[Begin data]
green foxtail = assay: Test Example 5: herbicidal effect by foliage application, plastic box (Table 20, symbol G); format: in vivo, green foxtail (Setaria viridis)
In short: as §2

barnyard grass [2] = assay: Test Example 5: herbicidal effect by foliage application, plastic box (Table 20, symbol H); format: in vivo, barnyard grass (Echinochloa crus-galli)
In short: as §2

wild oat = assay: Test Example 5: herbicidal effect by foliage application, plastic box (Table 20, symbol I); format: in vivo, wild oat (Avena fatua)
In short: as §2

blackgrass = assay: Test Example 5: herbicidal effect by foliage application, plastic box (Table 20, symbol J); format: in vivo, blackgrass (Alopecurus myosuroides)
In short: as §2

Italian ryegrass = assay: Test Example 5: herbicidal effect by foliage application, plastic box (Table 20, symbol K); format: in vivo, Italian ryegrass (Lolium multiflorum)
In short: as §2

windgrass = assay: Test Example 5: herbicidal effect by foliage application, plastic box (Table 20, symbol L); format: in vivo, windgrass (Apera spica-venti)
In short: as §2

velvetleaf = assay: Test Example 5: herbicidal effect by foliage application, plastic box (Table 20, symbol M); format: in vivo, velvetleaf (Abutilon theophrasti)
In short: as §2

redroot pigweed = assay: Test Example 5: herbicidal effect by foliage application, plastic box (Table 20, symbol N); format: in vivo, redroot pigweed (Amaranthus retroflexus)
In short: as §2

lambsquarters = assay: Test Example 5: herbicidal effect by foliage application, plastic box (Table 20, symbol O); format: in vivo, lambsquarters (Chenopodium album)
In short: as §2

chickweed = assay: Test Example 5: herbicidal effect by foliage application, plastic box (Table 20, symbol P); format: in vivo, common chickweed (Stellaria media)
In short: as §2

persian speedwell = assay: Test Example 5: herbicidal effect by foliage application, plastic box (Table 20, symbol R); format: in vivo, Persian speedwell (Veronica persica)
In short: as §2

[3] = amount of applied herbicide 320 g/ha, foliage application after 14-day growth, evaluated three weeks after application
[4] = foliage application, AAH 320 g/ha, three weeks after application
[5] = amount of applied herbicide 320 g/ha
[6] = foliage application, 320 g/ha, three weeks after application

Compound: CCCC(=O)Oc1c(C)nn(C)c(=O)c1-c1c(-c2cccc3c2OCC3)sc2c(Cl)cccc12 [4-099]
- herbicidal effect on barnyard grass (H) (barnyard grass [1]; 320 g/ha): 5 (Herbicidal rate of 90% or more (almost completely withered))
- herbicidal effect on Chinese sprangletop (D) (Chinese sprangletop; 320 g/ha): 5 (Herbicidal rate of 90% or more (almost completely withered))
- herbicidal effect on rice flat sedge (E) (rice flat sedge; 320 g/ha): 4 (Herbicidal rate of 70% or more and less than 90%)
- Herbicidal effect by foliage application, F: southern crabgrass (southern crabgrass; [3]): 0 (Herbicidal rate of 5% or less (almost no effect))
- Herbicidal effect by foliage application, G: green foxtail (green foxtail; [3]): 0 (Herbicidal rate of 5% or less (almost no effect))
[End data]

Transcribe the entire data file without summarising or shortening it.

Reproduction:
green foxtail = assay: Test Example 5: herbicidal effect by foliage application, plastic box (Table 20, symbol G); format: in vivo, green foxtail (Setaria viridis)
In short: as §2

barnyard grass [2] = assay: Test Example 5: herbicidal effect by foliage application, plastic box (Table 20, symbol H); format: in vivo, barnyard grass (Echinochloa crus-galli)
In short: as §2

wild oat = assay: Test Example 5: herbicidal effect by foliage application, plastic box (Table 20, symbol I); format: in vivo, wild oat (Avena fatua)
In short: as §2

blackgrass = assay: Test Example 5: herbicidal effect by foliage application, plastic box (Table 20, symbol J); format: in vivo, blackgrass (Alopecurus myosuroides)
In short: as §2

Italian ryegrass = assay: Test Example 5: herbicidal effect by foliage application, plastic box (Table 20, symbol K); format: in vivo, Italian ryegrass (Lolium multiflorum)
In short: as §2

windgrass = assay: Test Example 5: herbicidal effect by foliage application, plastic box (Table 20, symbol L); format: in vivo, windgrass (Apera spica-venti)
In short: as §2

velvetleaf = assay: Test Example 5: herbicidal effect by foliage application, plastic box (Table 20, symbol M); format: in vivo, velvetleaf (Abutilon theophrasti)
In short: as §2

redroot pigweed = assay: Test Example 5: herbicidal effect by foliage application, plastic box (Table 20, symbol N); format: in vivo, redroot pigweed (Amaranthus retroflexus)
In short: as §2

lambsquarters = assay: Test Example 5: herbicidal effect by foliage application, plastic box (Table 20, symbol O); format: in vivo, lambsquarters (Chenopodium album)
In short: as §2

chickweed = assay: Test Example 5: herbicidal effect by foliage application, plastic box (Table 20, symbol P); format: in vivo, common chickweed (Stellaria media)
In short: as §2

persian speedwell = assay: Test Example 5: herbicidal effect by foliage application, plastic box (Table 20, symbol R); format: in vivo, Persian speedwell (Veronica persica)
In short: as §2

[3] = amount of applied herbicide 320 g/ha, foliage application after 14-day growth, evaluated three weeks after application
[4] = foliage application, AAH 320 g/ha, three weeks after application
[5] = amount of applied herbicide 320 g/ha
[6] = foliage application, 320 g/ha, three weeks after application

Compound: CCCC(=O)Oc1c(C)nn(C)c(=O)c1-c1c(-c2cccc3c2OCC3)sc2c(Cl)cccc12 [4-099]
- herbicidal effect on barnyard grass (H) (barnyard grass [1]; 320 g/ha): 5 (Herbicidal rate of 90% or more (almost completely withered))
- herbicidal effect on Chinese sprangletop (D) (Chinese sprangletop; 320 g/ha): 5 (Herbicidal rate of 90% or more (almost completely withered))
- herbicidal effect on rice flat sedge (E) (rice flat sedge; 320 g/ha): 4 (Herbicidal rate of 70% or more and less than 90%)
- Herbicidal effect by foliage application, F: southern crabgrass (southern crabgrass; [3]): 0 (Herbicidal rate of 5% or less (almost no effect))
- Herbicidal effect by foliage application, G: green foxtail (green foxtail; [3]): 0 (Herbicidal rate of 5% or less (almost no effect))